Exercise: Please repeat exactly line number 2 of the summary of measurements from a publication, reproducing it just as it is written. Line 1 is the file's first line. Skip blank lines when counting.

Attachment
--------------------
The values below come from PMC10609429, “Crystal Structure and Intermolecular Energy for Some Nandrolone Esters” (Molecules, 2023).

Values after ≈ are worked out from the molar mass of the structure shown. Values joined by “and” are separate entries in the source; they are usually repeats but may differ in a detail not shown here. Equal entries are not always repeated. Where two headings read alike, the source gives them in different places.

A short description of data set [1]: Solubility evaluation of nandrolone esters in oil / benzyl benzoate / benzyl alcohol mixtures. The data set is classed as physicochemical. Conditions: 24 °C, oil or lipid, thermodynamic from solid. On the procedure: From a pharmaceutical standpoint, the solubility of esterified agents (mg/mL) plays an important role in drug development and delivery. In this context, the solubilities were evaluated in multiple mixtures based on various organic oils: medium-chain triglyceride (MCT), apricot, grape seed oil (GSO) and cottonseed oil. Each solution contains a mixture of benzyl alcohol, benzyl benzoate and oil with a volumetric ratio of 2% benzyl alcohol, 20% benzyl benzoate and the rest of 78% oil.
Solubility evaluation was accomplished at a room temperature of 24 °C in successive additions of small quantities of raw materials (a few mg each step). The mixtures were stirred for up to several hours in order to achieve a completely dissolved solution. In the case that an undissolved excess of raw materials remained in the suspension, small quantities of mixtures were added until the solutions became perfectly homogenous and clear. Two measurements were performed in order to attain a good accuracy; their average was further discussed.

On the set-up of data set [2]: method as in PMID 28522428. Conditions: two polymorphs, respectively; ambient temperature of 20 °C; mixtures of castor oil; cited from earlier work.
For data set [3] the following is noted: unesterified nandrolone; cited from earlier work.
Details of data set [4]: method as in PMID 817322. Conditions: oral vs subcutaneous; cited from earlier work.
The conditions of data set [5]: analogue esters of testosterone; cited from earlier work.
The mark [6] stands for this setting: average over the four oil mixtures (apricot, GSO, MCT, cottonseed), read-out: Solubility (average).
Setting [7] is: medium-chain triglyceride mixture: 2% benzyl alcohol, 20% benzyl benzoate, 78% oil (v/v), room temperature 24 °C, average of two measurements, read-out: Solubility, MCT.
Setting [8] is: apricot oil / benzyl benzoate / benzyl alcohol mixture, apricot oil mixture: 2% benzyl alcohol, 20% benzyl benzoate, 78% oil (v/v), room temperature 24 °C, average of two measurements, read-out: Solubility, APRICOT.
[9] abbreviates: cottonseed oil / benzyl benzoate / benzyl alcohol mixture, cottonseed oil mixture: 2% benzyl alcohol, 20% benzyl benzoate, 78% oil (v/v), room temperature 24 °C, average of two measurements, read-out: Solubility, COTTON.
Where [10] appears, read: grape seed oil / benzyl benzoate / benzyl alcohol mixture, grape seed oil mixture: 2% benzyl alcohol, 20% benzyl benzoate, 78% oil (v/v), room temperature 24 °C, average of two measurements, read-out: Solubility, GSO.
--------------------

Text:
Values after ≈ are worked out from the molar mass of the structure shown. Values joined by “and” are separate entries in the source; they are usually repeats but may differ in a detail not shown here. Equal entries are not always repeated. Where two headings read alike, the source gives them in different places.